Surrey

Surrey's young offenders 'going without education'

A young offender in a secure training centre Image copyright PA Media
Image caption The service works with 10 to 18-year-olds who have offended

Young offenders in Surrey are going without education and healthcare - two key areas that can help them turn away from crime, inspectors have found.

HM Inspectorate of Probation gave Surrey's Youth Offending Service the lowest possible rating of "inadequate".

Nearly 40% of children subject to court orders were not getting their education entitlement and some faced 16-week waits for mental health appointments.

Surrey County Council said it "recognises the need for improvement".

The inspectors' report outlined how youth offending work in the county was taken over in May by Surrey Targeted Youth Support.

'Urgent repair'

Chief inspector of probation Justin Russell said at the time of the inspection in June the service had been through a large-scale restructure and new processes were being established, but added: "We found a need for very substantial improvement."

He found assessments were insufficient and not always carried out, staff underestimated the risk offenders posed to others and did not always record it, and services to steer young people away from crime were not coordinated.

It said more than half of all young people using the service had been identified as having special educational needs, but the Surrey board overseeing youth justice "does not know if they are receiving adequate provision".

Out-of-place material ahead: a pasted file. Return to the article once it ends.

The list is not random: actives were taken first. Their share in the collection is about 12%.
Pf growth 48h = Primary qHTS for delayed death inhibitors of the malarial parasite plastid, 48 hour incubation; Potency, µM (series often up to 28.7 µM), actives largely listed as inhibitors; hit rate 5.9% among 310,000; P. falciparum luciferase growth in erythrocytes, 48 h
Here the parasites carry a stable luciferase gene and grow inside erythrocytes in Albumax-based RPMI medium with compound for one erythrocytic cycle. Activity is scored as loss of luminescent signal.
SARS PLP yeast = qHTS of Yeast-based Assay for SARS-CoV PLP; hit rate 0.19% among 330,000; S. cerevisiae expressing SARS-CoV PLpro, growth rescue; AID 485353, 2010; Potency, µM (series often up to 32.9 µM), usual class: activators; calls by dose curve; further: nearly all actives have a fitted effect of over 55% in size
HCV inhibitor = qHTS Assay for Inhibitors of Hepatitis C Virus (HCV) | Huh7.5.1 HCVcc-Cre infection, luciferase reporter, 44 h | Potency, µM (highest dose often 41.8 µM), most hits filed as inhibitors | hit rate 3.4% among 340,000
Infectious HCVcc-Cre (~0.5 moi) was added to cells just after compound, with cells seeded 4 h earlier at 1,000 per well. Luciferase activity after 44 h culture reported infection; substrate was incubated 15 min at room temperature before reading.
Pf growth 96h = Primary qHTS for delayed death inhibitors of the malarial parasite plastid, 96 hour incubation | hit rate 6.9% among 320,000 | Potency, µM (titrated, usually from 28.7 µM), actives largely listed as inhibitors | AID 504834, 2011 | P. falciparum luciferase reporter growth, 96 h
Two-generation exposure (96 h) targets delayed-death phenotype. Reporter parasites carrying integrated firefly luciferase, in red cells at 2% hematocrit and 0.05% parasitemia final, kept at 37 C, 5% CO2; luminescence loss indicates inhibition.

Inspectors made nine recommendations including that Surrey's director of children's services ensures all young people receive their statutory entitlement to education, and have access to high-quality education and training matched to their needs and interests.

'Motivated staff'

Howard League for Penal Reform chief executive Frances Crook said: "It seems that all the services for children in Surrey are in need of urgent investment and repair.

"Children who have offended or are at risk of offending are no different to other children.

"We've got to deal with children's problems early because otherwise we end up with a lifetime of problems, so health and education are really the answer."

The county council, which runs the service in partnership with Surrey Police, the NHS and the Probation Service, said: "An action plan has already been put into place with work under way on addressing the issues that have now been highlighted.

"The report also noted that staff were motivated to deliver good-quality services and engaged well with children and families, and there was praise for the work Surrey did in preventing children from reoffending."

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